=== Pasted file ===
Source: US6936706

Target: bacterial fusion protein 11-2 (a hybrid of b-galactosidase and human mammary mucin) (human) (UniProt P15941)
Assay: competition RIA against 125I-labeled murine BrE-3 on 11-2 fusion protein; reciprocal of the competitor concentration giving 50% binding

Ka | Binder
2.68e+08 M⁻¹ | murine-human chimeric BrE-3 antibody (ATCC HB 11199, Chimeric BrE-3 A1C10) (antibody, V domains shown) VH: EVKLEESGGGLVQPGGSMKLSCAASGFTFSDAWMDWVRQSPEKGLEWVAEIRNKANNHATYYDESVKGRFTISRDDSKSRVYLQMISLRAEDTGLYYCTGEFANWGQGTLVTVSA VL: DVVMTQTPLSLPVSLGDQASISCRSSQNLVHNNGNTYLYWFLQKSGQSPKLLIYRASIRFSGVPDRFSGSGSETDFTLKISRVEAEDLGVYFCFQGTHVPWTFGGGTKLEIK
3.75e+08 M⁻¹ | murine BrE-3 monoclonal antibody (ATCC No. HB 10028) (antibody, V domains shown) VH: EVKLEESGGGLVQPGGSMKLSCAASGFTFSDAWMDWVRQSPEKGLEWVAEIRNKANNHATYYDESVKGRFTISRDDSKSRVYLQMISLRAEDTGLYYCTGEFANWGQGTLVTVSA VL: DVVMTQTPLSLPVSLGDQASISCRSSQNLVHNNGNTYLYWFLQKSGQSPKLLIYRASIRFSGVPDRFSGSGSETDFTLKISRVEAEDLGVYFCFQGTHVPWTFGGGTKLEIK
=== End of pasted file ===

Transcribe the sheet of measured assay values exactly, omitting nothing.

Source: US6936706

Target: bacterial fusion protein 11-2 (a hybrid of b-galactosidase and human mammary mucin) (human) (UniProt P15941)
Assay: competition RIA against 125I-labeled murine BrE-3 on 11-2 fusion protein; reciprocal of the competitor concentration giving 50% binding

Ka | Binder
2.68e+08 M⁻¹ | murine-human chimeric BrE-3 antibody (ATCC HB 11199, Chimeric BrE-3 A1C10) (antibody, V domains shown) VH: EVKLEESGGGLVQPGGSMKLSCAASGFTFSDAWMDWVRQSPEKGLEWVAEIRNKANNHATYYDESVKGRFTISRDDSKSRVYLQMISLRAEDTGLYYCTGEFANWGQGTLVTVSA VL: DVVMTQTPLSLPVSLGDQASISCRSSQNLVHNNGNTYLYWFLQKSGQSPKLLIYRASIRFSGVPDRFSGSGSETDFTLKISRVEAEDLGVYFCFQGTHVPWTFGGGTKLEIK
3.75e+08 M⁻¹ | murine BrE-3 monoclonal antibody (ATCC No. HB 10028) (antibody, V domains shown) VH: EVKLEESGGGLVQPGGSMKLSCAASGFTFSDAWMDWVRQSPEKGLEWVAEIRNKANNHATYYDESVKGRFTISRDDSKSRVYLQMISLRAEDTGLYYCTGEFANWGQGTLVTVSA VL: DVVMTQTPLSLPVSLGDQASISCRSSQNLVHNNGNTYLYWFLQKSGQSPKLLIYRASIRFSGVPDRFSGSGSETDFTLKISRVEAEDLGVYFCFQGTHVPWTFGGGTKLEIK